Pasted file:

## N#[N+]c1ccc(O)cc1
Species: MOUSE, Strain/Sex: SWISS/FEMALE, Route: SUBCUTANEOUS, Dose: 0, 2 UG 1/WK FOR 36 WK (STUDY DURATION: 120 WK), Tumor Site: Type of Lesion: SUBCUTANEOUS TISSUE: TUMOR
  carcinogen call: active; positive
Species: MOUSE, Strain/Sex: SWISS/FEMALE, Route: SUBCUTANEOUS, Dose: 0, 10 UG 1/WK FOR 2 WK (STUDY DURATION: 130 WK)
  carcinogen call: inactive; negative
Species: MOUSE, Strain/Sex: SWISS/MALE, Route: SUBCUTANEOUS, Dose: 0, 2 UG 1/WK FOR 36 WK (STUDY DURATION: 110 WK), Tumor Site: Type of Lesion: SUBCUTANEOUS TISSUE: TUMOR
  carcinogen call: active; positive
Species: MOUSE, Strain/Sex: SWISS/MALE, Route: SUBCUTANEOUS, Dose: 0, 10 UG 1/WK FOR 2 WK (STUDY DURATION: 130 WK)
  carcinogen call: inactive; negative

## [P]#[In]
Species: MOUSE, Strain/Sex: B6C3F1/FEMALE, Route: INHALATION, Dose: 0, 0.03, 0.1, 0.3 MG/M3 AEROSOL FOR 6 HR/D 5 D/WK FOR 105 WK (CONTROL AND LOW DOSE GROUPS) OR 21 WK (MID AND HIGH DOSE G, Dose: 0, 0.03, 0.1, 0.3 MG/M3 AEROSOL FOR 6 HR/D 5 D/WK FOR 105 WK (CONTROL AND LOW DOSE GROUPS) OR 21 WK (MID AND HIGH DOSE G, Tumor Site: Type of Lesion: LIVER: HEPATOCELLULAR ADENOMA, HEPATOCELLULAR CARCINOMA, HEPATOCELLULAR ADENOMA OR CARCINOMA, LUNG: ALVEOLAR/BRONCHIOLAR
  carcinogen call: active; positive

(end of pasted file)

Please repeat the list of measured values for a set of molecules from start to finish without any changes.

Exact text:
## N#[N+]c1ccc(O)cc1
Species: MOUSE, Strain/Sex: SWISS/FEMALE, Route: SUBCUTANEOUS, Dose: 0, 2 UG 1/WK FOR 36 WK (STUDY DURATION: 120 WK), Tumor Site: Type of Lesion: SUBCUTANEOUS TISSUE: TUMOR
  carcinogen call: active; positive
Species: MOUSE, Strain/Sex: SWISS/FEMALE, Route: SUBCUTANEOUS, Dose: 0, 10 UG 1/WK FOR 2 WK (STUDY DURATION: 130 WK)
  carcinogen call: inactive; negative
Species: MOUSE, Strain/Sex: SWISS/MALE, Route: SUBCUTANEOUS, Dose: 0, 2 UG 1/WK FOR 36 WK (STUDY DURATION: 110 WK), Tumor Site: Type of Lesion: SUBCUTANEOUS TISSUE: TUMOR
  carcinogen call: active; positive
Species: MOUSE, Strain/Sex: SWISS/MALE, Route: SUBCUTANEOUS, Dose: 0, 10 UG 1/WK FOR 2 WK (STUDY DURATION: 130 WK)
  carcinogen call: inactive; negative

## [P]#[In]
Species: MOUSE, Strain/Sex: B6C3F1/FEMALE, Route: INHALATION, Dose: 0, 0.03, 0.1, 0.3 MG/M3 AEROSOL FOR 6 HR/D 5 D/WK FOR 105 WK (CONTROL AND LOW DOSE GROUPS) OR 21 WK (MID AND HIGH DOSE G, Dose: 0, 0.03, 0.1, 0.3 MG/M3 AEROSOL FOR 6 HR/D 5 D/WK FOR 105 WK (CONTROL AND LOW DOSE GROUPS) OR 21 WK (MID AND HIGH DOSE G, Tumor Site: Type of Lesion: LIVER: HEPATOCELLULAR ADENOMA, HEPATOCELLULAR CARCINOMA, HEPATOCELLULAR ADENOMA OR CARCINOMA, LUNG: ALVEOLAR/BRONCHIOLAR
  carcinogen call: active; positive